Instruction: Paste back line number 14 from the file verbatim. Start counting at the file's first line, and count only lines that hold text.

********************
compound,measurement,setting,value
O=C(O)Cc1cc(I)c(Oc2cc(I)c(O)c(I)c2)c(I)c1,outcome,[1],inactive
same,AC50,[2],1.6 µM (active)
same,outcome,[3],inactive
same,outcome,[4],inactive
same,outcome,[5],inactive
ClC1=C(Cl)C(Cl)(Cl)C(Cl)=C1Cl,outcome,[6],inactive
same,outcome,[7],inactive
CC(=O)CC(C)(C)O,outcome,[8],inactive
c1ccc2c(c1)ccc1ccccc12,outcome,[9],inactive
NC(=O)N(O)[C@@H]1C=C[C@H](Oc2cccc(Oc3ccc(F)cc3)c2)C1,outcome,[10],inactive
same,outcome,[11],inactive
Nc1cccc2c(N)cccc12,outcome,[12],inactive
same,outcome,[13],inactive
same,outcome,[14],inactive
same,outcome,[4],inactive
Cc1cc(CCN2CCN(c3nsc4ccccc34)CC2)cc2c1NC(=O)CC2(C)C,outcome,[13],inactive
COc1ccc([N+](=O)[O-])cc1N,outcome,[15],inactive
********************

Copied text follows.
same,outcome,[13],inactive